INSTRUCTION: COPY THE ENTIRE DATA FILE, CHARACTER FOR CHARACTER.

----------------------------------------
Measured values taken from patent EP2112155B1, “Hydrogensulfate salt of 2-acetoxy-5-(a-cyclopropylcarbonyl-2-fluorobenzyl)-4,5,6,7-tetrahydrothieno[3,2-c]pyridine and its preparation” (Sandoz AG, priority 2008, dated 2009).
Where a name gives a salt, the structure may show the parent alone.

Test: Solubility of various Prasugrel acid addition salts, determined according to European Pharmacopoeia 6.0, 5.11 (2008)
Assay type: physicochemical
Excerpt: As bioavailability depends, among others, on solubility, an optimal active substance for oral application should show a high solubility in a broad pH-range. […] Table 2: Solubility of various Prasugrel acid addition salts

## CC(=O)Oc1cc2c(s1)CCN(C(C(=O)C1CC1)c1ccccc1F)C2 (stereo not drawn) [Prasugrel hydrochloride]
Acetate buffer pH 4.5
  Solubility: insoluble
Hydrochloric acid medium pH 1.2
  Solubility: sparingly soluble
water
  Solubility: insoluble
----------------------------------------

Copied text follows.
Measured values taken from patent EP2112155B1, “Hydrogensulfate salt of 2-acetoxy-5-(a-cyclopropylcarbonyl-2-fluorobenzyl)-4,5,6,7-tetrahydrothieno[3,2-c]pyridine and its preparation” (Sandoz AG, priority 2008, dated 2009).
Where a name gives a salt, the structure may show the parent alone.

Test: Solubility of various Prasugrel acid addition salts, determined according to European Pharmacopoeia 6.0, 5.11 (2008)
Assay type: physicochemical
Excerpt: As bioavailability depends, among others, on solubility, an optimal active substance for oral application should show a high solubility in a broad pH-range. […] Table 2: Solubility of various Prasugrel acid addition salts

## CC(=O)Oc1cc2c(s1)CCN(C(C(=O)C1CC1)c1ccccc1F)C2 (stereo not drawn) [Prasugrel hydrochloride]
Acetate buffer pH 4.5
  Solubility: insoluble
Hydrochloric acid medium pH 1.2
  Solubility: sparingly soluble
water
  Solubility: insoluble